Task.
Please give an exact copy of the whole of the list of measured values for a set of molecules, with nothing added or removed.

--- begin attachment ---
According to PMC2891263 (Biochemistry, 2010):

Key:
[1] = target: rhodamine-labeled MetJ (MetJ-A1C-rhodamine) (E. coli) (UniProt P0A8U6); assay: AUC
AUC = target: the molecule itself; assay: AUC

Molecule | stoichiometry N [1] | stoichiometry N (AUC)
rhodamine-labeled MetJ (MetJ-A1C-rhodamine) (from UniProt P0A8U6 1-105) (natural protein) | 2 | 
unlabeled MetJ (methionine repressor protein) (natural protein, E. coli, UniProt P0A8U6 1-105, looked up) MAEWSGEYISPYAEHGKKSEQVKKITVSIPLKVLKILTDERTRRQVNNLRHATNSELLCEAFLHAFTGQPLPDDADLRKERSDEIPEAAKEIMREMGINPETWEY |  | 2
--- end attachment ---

According to PMC2891263 (Biochemistry, 2010):

Key:
[1] = target: rhodamine-labeled MetJ (MetJ-A1C-rhodamine) (E. coli) (UniProt P0A8U6); assay: AUC
AUC = target: the molecule itself; assay: AUC

Molecule | stoichiometry N [1] | stoichiometry N (AUC)
rhodamine-labeled MetJ (MetJ-A1C-rhodamine) (from UniProt P0A8U6 1-105) (natural protein) | 2 | 
unlabeled MetJ (methionine repressor protein) (natural protein, E. coli, UniProt P0A8U6 1-105, looked up) MAEWSGEYISPYAEHGKKSEQVKKITVSIPLKVLKILTDERTRRQVNNLRHATNSELLCEAFLHAFTGQPLPDDADLRKERSDEIPEAAKEIMREMGINPETWEY |  | 2